APPELLATE COURT OF ILLINOIS, FIRST DISTRICT, FIFTH DIVISION
525 N.E.2d 1041, 171 Ill. App. 3d 882, 121 Ill. Dec. 734 1988.IL.917
Appeal from the Circuit Court of Cook County; the Hon. Cornelius F. Dore, Judge, presiding.
JUSTICE SULLIVAN delivered the opinion of the court. PINCHAM and MURRAY, JJ., concur.
DECISION OF THE COURT DELIVERED BY THE HONORABLE JUDGE SULLIVAN
This is an appeal and cross-appeal from the denial of certain post-trial motions following a jury award of $50,000 in a strict products liability action.
Plaintiff was allegedly injured when a step came loose while he was descending from the cab of his tractor-trailer truck. He filed a strict products liability action against defendants, International Harvester, the truck manufacturer, and Hertz Corporation, the truck owner, which altered the step prior to the occurrence. Hertz thereafter filed a third-party action against Celotex Corporation, plaintiff's employer.
Several months before trial, Hertz and Celotex were dismissed from the case with prejudice after entering into a loan receipt agreement with plaintiff whereby they jointly loaned plaintiff $300,000, which was repayable solely from any amounts recovered against the remaining defendant, International Harvester. The loan agreement expressly provided that in the event plaintiff's recovery from International Harvester was less than $300,000, the excess amount of the loan would be forgiven.
In its post-trial motion International Harvester sought to have the forgiven amount of the loan (a minimum of $250,000) set off against the $50,000 jury award. In the alternative, it moved for judgment notwithstanding the verdict, for a new trial on liability only or for a new trial on all issues. In his post-trial motion plaintiff sought a new trial on the issue of damages only. The trial court denied all motions and both parties have appealed.
Defendant initially contends that the court erred in denying its post-trial motion to have the forgiven loan amount set off against the $50,000 jury award. We agree.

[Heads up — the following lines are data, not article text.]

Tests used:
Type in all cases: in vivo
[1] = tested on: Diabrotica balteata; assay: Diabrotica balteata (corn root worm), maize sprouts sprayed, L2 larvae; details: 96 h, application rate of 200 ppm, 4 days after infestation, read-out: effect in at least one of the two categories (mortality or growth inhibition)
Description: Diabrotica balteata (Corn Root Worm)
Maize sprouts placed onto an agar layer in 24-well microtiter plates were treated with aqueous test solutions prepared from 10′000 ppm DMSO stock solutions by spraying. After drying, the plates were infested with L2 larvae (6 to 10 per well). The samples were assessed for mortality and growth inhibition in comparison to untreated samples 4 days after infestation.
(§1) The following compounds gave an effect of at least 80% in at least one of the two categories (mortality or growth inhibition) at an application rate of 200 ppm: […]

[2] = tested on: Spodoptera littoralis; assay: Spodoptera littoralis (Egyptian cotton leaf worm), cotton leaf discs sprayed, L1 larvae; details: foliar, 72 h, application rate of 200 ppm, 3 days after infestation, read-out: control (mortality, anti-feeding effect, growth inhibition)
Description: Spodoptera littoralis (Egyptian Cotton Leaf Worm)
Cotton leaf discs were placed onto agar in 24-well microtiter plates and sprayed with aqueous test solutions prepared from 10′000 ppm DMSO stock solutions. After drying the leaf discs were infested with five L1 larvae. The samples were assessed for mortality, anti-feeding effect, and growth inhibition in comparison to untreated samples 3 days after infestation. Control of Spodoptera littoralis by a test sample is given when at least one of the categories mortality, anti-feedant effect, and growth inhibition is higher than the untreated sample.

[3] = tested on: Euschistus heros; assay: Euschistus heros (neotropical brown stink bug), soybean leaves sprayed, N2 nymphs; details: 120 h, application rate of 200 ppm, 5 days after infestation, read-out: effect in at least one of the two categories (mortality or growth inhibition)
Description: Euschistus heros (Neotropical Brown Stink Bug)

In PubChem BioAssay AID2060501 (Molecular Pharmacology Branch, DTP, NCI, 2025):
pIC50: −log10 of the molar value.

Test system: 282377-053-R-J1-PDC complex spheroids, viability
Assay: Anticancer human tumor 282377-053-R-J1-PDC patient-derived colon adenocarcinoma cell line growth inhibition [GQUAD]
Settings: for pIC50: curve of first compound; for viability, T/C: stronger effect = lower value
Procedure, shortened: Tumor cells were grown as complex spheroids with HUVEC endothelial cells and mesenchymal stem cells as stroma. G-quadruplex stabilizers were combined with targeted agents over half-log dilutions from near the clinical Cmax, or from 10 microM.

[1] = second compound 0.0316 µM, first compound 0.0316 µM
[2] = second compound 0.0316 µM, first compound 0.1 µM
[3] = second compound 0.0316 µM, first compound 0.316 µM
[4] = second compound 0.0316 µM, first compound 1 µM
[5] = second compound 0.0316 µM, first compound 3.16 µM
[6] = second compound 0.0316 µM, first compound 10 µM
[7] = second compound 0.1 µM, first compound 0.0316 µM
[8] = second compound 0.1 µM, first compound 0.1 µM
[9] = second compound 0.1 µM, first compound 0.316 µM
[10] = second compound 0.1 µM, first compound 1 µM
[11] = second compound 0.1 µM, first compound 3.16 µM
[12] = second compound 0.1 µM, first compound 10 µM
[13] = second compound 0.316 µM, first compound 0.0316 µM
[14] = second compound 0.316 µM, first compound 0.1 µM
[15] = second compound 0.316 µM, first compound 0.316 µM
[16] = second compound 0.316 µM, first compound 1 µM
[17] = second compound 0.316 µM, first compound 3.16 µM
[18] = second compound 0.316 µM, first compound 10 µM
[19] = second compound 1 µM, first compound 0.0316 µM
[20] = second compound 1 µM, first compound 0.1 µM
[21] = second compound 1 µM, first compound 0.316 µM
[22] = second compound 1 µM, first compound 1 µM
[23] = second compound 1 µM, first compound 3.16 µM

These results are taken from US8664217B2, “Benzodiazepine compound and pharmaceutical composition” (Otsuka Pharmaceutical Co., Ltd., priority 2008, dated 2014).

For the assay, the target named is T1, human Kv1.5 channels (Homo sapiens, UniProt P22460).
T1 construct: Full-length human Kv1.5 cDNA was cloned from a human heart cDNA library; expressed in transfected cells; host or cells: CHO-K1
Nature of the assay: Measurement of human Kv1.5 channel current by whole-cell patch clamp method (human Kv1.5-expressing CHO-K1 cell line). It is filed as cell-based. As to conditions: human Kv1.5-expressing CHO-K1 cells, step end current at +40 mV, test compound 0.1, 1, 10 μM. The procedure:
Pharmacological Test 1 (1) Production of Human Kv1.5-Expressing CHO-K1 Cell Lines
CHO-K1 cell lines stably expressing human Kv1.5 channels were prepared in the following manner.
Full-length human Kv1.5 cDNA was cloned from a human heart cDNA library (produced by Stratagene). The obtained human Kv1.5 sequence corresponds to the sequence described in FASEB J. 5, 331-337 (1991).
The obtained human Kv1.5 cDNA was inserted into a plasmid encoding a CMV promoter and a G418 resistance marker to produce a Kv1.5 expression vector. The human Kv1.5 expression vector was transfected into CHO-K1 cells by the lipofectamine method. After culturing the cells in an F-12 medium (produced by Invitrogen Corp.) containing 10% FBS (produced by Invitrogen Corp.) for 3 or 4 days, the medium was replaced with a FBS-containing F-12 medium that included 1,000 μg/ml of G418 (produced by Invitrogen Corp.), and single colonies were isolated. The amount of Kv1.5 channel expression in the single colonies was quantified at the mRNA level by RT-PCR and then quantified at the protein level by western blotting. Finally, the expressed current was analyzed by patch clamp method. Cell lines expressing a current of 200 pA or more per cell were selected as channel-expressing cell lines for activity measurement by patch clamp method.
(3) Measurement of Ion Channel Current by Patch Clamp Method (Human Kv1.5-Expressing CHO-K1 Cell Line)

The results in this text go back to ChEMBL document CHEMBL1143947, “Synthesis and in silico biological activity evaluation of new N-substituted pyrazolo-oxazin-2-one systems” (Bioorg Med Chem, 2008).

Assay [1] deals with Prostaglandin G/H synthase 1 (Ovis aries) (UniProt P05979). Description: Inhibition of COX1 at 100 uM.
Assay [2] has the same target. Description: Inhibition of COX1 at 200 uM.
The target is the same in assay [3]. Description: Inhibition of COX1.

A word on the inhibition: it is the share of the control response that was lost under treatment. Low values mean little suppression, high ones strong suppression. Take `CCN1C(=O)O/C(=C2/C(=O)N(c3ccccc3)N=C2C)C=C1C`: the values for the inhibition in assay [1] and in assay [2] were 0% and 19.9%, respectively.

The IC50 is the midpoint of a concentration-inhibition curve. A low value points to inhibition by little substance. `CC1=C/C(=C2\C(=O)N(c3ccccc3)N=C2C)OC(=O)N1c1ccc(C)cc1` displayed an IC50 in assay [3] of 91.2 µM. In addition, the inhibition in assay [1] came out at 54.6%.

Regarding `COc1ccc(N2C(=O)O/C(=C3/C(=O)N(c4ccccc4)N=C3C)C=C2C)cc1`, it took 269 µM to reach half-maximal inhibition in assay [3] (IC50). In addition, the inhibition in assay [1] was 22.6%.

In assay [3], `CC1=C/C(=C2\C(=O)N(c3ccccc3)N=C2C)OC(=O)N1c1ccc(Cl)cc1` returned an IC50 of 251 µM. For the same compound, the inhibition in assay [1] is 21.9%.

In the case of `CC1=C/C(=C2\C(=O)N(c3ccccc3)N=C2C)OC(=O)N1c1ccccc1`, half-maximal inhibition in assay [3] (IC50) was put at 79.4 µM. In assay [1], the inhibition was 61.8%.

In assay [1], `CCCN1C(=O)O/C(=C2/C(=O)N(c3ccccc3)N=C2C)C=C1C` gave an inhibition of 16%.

At common law, amounts paid by "one or more of the joint tortfeasors are to be applied in reduction of the damages recoverable from those remaining in the suit." (New York, Chicago & St. Louis R.R. Co. v. American Transit Lines, Inc. (1951), 408 Ill. 336, 342, 97 N.E.2d 264.) The common law rule against double recovery has been codified in section 2(c) of the Contribution Act (Ill. Rev. Stat. 1985, ch. 70, par. 302(c)), which provides in relevant part:
"When a release or covenant not to sue or not to enforce judgment is given in good faith to one or more persons liable in tort arising out of the same injury . . . it reduces the recovery on any claim against the others to the extent of any amount stated in the release or the covenant, or in the amount of the consideration actually paid for it, whichever is greater."
This rule has been consistently applied, even where the jury's verdict is thereby reduced to zero because the amount paid for the release or the covenant not to sue exceeds the jury's award. See, e.g., Nguyen v. Tilwalli (1986), 144 Ill. App. 3d 968, 495 N.E.2d 630; Price v. Wabash R.R. Co. (1961), 30 Ill. App. 2d 115, 174 N.E.2d 5; De Lude v. Rimek (1953), 351 Ill. App. 466, 115 N.E.2d 561.
There is no inequity to plaintiff in these circumstances because the purpose of compensatory tort damages is to compensate the plaintiff for his injuries, not to punish the defendant or bestow a windfall upon the plaintiff. (Peterson v. Lou Bachrodt Chevrolet Co. (1979), 76 Ill. 2d 353, 363, 392 N.E.2d 1.) An injured person is entitled to one full compensation for his injuries, and a double recovery for the same injury is against public policy. (Eberle v. Brenner (1987), 153 Ill. App. 3d 700, 702, 505 N.E.2d 691, citing Popovich v. Ram Pipe & Supply Co. (1980), 82 Ill. 2d 203, 412 N.E.2d 518.) ...